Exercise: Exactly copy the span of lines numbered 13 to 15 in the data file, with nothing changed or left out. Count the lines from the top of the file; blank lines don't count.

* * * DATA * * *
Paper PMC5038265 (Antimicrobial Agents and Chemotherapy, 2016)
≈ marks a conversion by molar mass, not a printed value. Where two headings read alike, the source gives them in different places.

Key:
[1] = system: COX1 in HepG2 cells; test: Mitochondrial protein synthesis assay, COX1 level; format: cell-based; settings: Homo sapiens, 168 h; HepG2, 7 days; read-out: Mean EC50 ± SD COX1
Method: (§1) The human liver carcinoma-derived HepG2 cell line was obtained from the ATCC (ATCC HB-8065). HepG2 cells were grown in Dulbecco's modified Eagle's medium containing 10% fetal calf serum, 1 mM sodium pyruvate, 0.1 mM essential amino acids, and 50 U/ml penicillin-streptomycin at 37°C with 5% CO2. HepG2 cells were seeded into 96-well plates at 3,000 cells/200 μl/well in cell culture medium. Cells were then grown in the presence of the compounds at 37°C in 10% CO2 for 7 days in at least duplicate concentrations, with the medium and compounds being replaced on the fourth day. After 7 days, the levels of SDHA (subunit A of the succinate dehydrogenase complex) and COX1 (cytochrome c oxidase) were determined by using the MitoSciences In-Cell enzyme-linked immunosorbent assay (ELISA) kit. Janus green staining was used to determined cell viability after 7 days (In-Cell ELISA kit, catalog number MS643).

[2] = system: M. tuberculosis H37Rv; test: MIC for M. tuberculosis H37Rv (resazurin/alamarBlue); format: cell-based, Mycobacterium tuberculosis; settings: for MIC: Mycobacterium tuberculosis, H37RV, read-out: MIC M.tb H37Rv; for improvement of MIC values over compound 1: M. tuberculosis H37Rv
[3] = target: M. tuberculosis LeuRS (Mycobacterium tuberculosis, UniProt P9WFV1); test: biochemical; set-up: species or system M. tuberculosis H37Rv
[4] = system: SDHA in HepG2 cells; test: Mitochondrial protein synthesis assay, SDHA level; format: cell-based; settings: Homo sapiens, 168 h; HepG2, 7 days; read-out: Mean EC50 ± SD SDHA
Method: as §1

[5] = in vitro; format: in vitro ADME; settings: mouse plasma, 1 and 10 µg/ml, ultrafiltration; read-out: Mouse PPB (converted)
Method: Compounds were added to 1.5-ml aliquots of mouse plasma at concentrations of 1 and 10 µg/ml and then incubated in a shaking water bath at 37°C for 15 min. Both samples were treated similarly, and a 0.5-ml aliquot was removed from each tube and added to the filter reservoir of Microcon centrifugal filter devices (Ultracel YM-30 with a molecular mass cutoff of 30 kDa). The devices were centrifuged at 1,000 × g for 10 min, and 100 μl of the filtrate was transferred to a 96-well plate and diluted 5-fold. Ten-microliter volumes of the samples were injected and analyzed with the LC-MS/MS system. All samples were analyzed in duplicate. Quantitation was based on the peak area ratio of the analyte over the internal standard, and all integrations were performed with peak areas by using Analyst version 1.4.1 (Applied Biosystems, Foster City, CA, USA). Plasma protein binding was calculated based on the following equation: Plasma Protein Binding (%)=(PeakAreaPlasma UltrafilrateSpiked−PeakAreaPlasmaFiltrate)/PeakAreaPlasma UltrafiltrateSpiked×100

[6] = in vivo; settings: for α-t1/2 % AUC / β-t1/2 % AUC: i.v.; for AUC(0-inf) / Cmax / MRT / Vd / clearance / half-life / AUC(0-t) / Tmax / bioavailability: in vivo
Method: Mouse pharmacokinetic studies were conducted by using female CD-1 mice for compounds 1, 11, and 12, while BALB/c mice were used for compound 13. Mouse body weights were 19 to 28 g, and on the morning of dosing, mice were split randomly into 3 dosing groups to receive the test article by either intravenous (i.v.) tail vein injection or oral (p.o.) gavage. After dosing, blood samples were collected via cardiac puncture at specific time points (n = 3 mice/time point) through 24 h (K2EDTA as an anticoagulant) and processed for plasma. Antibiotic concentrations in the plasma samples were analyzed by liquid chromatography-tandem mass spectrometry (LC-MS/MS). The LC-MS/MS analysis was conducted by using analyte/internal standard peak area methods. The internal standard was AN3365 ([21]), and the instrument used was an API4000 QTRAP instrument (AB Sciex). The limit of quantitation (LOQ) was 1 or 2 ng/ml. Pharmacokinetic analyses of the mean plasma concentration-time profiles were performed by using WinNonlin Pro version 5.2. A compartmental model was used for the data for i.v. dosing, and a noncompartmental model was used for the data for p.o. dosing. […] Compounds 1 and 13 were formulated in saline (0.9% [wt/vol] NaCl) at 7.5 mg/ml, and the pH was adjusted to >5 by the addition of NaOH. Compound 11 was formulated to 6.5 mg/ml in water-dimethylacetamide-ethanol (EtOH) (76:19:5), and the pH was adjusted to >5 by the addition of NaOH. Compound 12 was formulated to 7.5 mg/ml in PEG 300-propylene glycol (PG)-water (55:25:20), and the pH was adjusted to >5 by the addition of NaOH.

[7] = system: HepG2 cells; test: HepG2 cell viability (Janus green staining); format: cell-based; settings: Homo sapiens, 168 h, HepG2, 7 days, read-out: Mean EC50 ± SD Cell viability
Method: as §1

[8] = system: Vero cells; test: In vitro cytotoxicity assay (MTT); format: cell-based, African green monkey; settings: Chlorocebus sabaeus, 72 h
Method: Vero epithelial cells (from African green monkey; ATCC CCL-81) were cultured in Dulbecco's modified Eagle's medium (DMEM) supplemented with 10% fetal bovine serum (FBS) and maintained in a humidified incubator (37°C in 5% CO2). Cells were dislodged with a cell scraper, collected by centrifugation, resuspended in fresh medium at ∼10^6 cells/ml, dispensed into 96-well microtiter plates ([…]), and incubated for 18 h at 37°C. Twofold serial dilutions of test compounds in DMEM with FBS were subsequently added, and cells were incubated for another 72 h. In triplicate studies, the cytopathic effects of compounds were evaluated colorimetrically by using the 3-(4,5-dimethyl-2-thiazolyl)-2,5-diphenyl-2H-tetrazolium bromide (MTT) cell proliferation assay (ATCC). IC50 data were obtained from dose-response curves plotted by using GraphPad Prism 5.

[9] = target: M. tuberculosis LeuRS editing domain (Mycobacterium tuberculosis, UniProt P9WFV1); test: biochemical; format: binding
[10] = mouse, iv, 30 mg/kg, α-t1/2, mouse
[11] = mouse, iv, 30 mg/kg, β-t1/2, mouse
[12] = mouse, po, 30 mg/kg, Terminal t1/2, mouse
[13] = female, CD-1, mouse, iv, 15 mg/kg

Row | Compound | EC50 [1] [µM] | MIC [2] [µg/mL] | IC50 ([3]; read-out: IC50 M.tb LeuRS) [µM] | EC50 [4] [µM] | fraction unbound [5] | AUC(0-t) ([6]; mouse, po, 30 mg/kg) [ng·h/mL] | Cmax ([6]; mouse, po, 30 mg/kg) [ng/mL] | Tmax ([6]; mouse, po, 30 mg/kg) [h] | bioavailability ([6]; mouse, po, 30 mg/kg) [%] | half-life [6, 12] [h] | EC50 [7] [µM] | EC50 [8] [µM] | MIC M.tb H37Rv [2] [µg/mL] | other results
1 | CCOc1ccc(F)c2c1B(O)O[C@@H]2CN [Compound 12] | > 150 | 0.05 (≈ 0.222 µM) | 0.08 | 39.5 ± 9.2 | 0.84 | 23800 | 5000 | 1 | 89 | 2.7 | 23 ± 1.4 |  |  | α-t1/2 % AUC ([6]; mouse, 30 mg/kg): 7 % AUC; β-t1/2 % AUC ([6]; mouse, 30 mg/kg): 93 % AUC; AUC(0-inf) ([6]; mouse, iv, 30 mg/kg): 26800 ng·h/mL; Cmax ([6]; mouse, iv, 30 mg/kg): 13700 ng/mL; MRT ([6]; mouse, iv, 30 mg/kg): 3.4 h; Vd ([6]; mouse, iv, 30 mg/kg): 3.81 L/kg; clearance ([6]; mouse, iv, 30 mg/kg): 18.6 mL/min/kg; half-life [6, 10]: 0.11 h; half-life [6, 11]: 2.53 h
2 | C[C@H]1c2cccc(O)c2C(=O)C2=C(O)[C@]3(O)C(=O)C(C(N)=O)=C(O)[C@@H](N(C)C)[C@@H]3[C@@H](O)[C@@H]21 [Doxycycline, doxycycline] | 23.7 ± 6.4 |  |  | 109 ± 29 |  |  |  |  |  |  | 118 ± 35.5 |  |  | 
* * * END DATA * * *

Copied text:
Method: Mouse pharmacokinetic studies were conducted by using female CD-1 mice for compounds 1, 11, and 12, while BALB/c mice were used for compound 13. Mouse body weights were 19 to 28 g, and on the morning of dosing, mice were split randomly into 3 dosing groups to receive the test article by either intravenous (i.v.) tail vein injection or oral (p.o.) gavage. After dosing, blood samples were collected via cardiac puncture at specific time points (n = 3 mice/time point) through 24 h (K2EDTA as an anticoagulant) and processed for plasma. Antibiotic concentrations in the plasma samples were analyzed by liquid chromatography-tandem mass spectrometry (LC-MS/MS). The LC-MS/MS analysis was conducted by using analyte/internal standard peak area methods. The internal standard was AN3365 ([21]), and the instrument used was an API4000 QTRAP instrument (AB Sciex). The limit of quantitation (LOQ) was 1 or 2 ng/ml. Pharmacokinetic analyses of the mean plasma concentration-time profiles were performed by using WinNonlin Pro version 5.2. A compartmental model was used for the data for i.v. dosing, and a noncompartmental model was used for the data for p.o. dosing. […] Compounds 1 and 13 were formulated in saline (0.9% [wt/vol] NaCl) at 7.5 mg/ml, and the pH was adjusted to >5 by the addition of NaOH. Compound 11 was formulated to 6.5 mg/ml in water-dimethylacetamide-ethanol (EtOH) (76:19:5), and the pH was adjusted to >5 by the addition of NaOH. Compound 12 was formulated to 7.5 mg/ml in PEG 300-propylene glycol (PG)-water (55:25:20), and the pH was adjusted to >5 by the addition of NaOH.

[7] = system: HepG2 cells; test: HepG2 cell viability (Janus green staining); format: cell-based; settings: Homo sapiens, 168 h, HepG2, 7 days, read-out: Mean EC50 ± SD Cell viability
Method: as §1